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Chapter: Java The Complete Reference : Introducing GUI Programming with Swing : Introducing Swing

A Simple Swing Application

Swing programs differ from both the console-based programs and the AWT-based programs shown earlier.

A Simple Swing Application


Swing programs differ from both the console-based programs and the AWT-based programs shown earlier in this book. For example, they use a different set of components and a different container hierarchy than does the AWT. Swing programs also have special requirements that relate to threading. The best way to understand the structure of a Swing program is to work through an example. There are two types of Java programs in which Swing is typically used. The first is a desktop application. The second is the applet. This section shows how to create

a Swing application. The creation of a Swing applet is described later in this chapter. Although quite short, the following program shows one way to write a Swing

application. In the process, it demonstrates several key features of Swing. It uses two Swing components: JFrame and JLabel. JFrame is the top-level container that is commonly used for Swing applications. JLabel is the Swing component that creates a label, which is a component that displays information. The label is Swing’s simplest component because

it is passive. That is, a label does not respond to user input. It just displays output. The program uses a JFrame container to hold an instance of a JLabel. The label displays a short text message.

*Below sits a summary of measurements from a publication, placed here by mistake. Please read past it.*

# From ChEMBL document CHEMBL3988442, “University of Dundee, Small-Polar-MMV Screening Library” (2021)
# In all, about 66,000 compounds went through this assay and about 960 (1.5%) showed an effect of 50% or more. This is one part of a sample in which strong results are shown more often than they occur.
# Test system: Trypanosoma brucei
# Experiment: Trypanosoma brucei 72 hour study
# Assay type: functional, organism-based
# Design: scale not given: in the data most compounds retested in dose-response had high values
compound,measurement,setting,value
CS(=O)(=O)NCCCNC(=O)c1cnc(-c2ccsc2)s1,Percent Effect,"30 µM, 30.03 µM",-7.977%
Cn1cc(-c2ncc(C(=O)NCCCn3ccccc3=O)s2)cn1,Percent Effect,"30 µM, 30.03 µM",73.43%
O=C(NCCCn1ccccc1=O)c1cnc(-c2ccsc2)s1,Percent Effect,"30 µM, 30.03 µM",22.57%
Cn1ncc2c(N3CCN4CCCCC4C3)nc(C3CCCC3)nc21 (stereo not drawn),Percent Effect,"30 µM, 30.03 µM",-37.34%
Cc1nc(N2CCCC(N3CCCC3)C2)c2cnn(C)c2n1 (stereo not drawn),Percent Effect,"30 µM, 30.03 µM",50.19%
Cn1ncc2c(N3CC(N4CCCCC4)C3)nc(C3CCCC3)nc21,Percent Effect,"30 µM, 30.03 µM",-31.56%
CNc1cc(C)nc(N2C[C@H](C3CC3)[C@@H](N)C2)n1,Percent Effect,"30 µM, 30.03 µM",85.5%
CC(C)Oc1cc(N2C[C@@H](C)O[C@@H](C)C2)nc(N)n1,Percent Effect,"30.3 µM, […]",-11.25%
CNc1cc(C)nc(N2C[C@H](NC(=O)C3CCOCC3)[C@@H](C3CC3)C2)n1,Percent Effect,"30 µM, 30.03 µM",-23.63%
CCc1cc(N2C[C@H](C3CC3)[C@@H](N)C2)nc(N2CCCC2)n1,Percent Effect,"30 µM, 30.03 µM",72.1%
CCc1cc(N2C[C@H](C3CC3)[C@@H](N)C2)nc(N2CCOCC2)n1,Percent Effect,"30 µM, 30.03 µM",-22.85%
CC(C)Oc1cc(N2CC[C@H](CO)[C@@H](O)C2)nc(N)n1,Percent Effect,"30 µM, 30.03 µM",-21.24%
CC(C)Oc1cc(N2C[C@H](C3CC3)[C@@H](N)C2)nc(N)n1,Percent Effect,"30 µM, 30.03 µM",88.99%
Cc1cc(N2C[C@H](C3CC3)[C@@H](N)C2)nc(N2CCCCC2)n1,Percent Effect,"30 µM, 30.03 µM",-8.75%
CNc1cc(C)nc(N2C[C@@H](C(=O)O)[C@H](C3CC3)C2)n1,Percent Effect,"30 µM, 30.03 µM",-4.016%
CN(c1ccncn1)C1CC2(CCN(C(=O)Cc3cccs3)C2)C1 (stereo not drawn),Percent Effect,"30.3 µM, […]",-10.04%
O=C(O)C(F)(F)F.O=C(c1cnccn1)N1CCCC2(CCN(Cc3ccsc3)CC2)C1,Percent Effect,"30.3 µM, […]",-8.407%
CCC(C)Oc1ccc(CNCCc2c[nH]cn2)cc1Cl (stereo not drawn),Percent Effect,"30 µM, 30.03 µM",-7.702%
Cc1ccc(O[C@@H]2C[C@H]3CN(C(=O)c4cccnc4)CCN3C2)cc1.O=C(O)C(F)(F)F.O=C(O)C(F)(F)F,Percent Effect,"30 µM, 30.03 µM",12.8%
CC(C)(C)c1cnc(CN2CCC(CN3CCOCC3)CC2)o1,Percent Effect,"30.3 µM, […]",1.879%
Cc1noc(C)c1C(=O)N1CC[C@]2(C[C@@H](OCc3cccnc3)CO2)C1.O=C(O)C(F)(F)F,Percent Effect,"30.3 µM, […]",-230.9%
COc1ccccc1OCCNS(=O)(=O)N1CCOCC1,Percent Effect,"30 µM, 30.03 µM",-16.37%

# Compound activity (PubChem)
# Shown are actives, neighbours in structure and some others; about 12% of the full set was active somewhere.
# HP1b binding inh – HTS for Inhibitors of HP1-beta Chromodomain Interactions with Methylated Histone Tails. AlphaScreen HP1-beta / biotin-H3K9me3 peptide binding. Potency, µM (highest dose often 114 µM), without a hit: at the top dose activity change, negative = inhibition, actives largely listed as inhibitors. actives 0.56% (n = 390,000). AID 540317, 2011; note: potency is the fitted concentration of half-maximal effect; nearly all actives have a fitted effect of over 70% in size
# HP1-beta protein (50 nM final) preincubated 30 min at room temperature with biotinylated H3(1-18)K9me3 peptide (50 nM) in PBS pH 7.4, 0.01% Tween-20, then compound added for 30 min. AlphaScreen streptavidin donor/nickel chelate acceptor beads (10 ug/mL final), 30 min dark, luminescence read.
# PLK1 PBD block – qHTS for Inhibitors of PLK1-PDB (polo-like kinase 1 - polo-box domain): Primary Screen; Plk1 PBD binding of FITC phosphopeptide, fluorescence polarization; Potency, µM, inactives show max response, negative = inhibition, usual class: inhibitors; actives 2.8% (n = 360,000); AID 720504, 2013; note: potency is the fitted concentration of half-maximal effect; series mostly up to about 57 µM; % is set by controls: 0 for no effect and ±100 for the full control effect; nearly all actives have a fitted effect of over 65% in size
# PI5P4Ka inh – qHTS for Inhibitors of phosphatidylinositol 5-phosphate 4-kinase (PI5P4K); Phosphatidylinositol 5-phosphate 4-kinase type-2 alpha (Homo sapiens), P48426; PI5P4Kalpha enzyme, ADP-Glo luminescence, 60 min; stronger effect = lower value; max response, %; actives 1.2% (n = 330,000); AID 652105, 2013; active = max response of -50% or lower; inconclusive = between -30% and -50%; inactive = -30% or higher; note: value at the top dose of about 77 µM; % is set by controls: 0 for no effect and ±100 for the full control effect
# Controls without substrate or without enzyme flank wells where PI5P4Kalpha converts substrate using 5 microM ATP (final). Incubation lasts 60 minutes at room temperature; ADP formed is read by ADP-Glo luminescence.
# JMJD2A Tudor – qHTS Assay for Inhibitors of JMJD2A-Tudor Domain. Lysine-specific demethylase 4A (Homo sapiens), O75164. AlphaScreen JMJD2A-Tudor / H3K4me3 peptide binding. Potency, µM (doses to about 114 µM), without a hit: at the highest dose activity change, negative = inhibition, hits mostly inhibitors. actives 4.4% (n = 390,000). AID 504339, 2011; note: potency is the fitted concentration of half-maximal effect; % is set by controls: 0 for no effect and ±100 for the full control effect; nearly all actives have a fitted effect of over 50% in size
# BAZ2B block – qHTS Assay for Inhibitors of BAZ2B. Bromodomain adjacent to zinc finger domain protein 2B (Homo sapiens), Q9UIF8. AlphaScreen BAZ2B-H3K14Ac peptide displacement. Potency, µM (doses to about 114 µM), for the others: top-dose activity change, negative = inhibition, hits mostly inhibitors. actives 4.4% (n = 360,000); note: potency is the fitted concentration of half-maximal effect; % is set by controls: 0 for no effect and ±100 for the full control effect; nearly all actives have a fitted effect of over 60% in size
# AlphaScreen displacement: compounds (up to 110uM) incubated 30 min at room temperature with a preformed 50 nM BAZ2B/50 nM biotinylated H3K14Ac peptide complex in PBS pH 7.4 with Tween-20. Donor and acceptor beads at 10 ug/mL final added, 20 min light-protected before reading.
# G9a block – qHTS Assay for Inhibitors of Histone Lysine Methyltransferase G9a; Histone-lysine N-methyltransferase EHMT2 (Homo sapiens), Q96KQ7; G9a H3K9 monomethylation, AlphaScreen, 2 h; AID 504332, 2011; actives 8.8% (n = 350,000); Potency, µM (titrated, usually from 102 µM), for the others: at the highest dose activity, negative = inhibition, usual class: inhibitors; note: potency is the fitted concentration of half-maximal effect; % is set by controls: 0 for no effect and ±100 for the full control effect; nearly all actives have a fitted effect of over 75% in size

// A simple Swing application.


import javax.swing.*;


class SwingDemo {


SwingDemo() {


// Create a new JFrame container.


JFrame jfrm = new JFrame("A Simple Swing Application");


     Give the frame an initial size. jfrm.setSize(275, 100);


     Terminate the program when the user closes the application. jfrm.setDefaultCloseOperation(JFrame.EXIT_ON_CLOSE);


     Create a text-based label.


JLabel jlab = new JLabel(" Swing means powerful GUIs.");


     Add the label to the content pane. jfrm.add(jlab);


     Display the frame. jfrm.setVisible(true);




public static void main(String args[]) {


// Create the frame on the event dispatching thread.

SwingUtilities.invokeLater(new Runnable() {


public void run() { new SwingDemo();










Swing programs are compiled and run in the same way as other Java applications. Thus, to compile this program, you can use this command line:


javac SwingDemo.java


To run the program, use this command line:


java SwingDemo